Syria files reveal embassy and intelligence spy on citizens

Syria files reveal embassy and intelligence spy on citizens
The Syrian regime has used embassy staff and intelligence to compile reports on citizens living abroad, the Syrian Justice and Accountability Centre has said.
4 min read
05 May, 2023
Thousands of files reviewed by the SJAC showed that embassy staff and intelligence departments in Syria collaborate to spy on the diaspora [Getty]

The reopening of Syrian embassies could lead to the intimidation of activists abroad and hamper the fight for justice, a new report by the Syrian Justice and Accountability Centre (SJAC) has warned.

Thousands of files reviewed by the SJAC also prove what Syrians abroad have long suspected – embassy staff and intelligence departments in Syria collaborate to spy on the diaspora.

This means that moves by several Arab governments to normalise ties with the regime could pose further threats to activists or ordinary Syrians abroad due to the risk of increased surveillance, intimidation, and threats from embassy staff if diplomatic missions are reopened or expanded.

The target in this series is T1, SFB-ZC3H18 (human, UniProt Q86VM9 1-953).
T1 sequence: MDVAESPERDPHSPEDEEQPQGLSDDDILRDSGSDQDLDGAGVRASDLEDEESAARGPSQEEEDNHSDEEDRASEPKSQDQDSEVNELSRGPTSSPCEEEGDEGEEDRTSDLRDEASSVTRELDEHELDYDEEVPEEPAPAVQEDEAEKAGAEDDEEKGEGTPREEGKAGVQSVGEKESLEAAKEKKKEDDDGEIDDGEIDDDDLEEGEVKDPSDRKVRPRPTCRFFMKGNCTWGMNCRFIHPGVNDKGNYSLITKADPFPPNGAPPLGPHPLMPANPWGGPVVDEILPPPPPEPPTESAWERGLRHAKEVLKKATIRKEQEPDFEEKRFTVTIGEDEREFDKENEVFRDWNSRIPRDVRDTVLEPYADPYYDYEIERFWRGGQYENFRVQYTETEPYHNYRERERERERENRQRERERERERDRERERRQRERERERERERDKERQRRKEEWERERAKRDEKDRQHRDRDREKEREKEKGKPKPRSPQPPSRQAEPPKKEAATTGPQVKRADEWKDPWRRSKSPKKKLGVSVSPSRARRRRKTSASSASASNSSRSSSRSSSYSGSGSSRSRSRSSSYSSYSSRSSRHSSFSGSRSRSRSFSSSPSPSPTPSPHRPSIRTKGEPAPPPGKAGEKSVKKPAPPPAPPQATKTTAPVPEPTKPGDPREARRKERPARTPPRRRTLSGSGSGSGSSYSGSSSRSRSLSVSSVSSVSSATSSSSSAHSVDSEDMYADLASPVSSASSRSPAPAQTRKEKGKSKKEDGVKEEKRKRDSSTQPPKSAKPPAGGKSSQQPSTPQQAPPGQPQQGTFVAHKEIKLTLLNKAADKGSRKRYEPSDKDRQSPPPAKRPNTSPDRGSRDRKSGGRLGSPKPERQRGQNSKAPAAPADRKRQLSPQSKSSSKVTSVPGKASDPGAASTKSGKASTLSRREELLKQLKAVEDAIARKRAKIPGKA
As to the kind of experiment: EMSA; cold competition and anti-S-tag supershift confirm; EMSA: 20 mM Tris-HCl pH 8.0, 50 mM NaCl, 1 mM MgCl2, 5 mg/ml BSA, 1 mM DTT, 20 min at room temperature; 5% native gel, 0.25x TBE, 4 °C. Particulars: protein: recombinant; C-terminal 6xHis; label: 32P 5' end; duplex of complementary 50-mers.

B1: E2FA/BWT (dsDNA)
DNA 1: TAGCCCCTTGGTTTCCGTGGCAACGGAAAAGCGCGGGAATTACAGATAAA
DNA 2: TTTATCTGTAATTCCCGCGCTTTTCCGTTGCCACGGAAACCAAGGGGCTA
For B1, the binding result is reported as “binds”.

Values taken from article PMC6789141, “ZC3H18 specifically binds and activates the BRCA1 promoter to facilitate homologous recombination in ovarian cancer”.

The dangers are more heightened in countries such as Lebanon - which is actively deporting Syrians back to Syria, where many could face detention, torture, or death for suspected involvement in opposition activities.

"Foreign surveillance is a pillar of the Syrian state's foreign policy and is facilitated by a coordinated network of embassy staff, intelligence sources, and security agencies," the SJAC report said.

"With many regional and international governments clamouring for the return of Syrian refugees, documentation presented in this report offers clear evidence of the threats they face upon return - the Syrian government has amassed substantial information on opposition activism abroad and has a track record of using such information to repress dissent ruthlessly."

The report showed how embassy staff from Egypt to Japan had compiled information about activists living in their host countries including details on political meetings, information about their families back home, and even attendance at mosques.

Documents showed communication between embassies and intelligence departments asking for information on individuals believed to be linked to activism and their families.

The SJAC collected 483,000 classified documents between 2013 and 2015 from abandoned Syrian state facilities, with 19,000 classified as high priority.

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Around 14,108 pages were analysed for the SJAC report 'The Mechanics of Foreign Surveillance' offering a harrowing insight into the Syrian regime's intelligence apparatus' reach overseas.

Intelligence reports by state security and embassies highlighted the level and depth of information the Syrian government had gathered on citizens living abroad and the dangers it could pose to them or their families, due to the regime's zero tolerance approach to opposition.